Two and Half Men “actor” gives One and Half Star performance
This article first appeared on Film Blerg.
Much like the Wes Anderson films that feature in Roman Coppola‘s back catalogue, A Glimpse Inside The Mind of Charles Swan III is an aesthetic feast. The soundtrack is groovy; the on-screen graphic effects are quirky; and the Los Angeles setting is picturesque. Unfortunately the film is medicore.
As hard as you try to enjoy Charles Swan III, it still does nothing for you. Essentially it’s a 90-minute film that relies on a few gimmicks to carry it through. They don’t, and the viewers are poorer for it.
As the title suggests, the film delves into the sub-conscious of Charles Swan III (Charlie Sheen) in the aftermath of a failed relationship. The film begins with his lover Ivana (Katheryn Winnick) storming out of his luxurious apartment, leaving Swan III to wallow in his depression and ponder his life.
Sheen, who hasn’t really acted since his early-90s Hot Shots series, plays the only character he knows how to play: himself. The drug-addicted womanising alcoholic indulgently replicates his real life, and even keeps half his name. What this means is that the audience’s perception of Charles Swan III is very much shaped by their pre-conceptions about Sheen.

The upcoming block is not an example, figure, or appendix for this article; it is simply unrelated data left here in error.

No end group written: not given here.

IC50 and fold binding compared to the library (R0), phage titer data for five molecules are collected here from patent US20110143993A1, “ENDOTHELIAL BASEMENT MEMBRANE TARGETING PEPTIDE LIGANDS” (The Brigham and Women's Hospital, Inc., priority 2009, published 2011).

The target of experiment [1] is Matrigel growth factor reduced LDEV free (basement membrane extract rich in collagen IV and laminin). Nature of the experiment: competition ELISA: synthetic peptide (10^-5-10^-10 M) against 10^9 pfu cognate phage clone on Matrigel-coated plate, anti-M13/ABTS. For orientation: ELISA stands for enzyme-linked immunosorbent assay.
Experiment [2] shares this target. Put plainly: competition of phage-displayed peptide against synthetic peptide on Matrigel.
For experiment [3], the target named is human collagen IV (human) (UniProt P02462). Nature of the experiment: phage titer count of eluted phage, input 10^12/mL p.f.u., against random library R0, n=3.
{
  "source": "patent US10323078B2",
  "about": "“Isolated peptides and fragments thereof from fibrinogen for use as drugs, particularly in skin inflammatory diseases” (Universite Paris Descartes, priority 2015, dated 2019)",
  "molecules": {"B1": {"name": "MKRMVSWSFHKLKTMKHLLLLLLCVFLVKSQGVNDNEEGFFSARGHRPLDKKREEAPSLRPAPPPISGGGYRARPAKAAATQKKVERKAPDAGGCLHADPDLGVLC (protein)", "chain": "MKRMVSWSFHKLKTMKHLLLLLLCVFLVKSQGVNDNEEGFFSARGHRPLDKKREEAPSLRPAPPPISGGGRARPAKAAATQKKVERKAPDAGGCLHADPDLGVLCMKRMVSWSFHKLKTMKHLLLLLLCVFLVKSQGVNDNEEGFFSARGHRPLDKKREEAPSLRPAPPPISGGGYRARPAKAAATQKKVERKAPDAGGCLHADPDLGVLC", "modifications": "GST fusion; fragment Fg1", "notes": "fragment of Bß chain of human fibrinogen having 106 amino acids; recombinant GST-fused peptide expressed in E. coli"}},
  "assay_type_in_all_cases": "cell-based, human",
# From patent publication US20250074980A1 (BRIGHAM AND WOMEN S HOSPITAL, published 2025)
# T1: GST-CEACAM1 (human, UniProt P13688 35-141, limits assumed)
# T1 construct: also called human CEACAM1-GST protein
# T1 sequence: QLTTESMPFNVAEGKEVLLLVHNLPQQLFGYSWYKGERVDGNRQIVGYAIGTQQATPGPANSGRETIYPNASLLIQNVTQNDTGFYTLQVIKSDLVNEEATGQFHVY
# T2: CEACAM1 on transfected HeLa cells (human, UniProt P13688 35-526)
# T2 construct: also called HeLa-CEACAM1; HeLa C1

For fans of Three and a Half Men, Sheen’s character might seem like a broken-hearted victim, whose aspirations for recovery and reconciliation permit an inspirational narrative. For the other 99%, Charles Swan III is nothing but a one-dimensional selfish brat, making much of the film cringeworthy and tiring.
Jason Schwartzman (Kirby Star) and Bill Murray (Saul), two actors with otherwise strong reputations, likewise don’t exhibit much versatility in their sidekick roles. Saul is perennially sad and depressed, while Kirby is loyal but mercurial. This pair – alongside Patricia Arquette‘s Izzy – provide moments of humour and drama, but don’t do enough to compensate for Sheen’s presence.
The best way to describe Charles Swan III is that it feels like an unfunny episode of Family Guy, in which the plot walks off on tangents so wild that it’s easy to forget the primary storyline. Some of these standalone skits are actually the best bits of the film, perhaps for this very reason.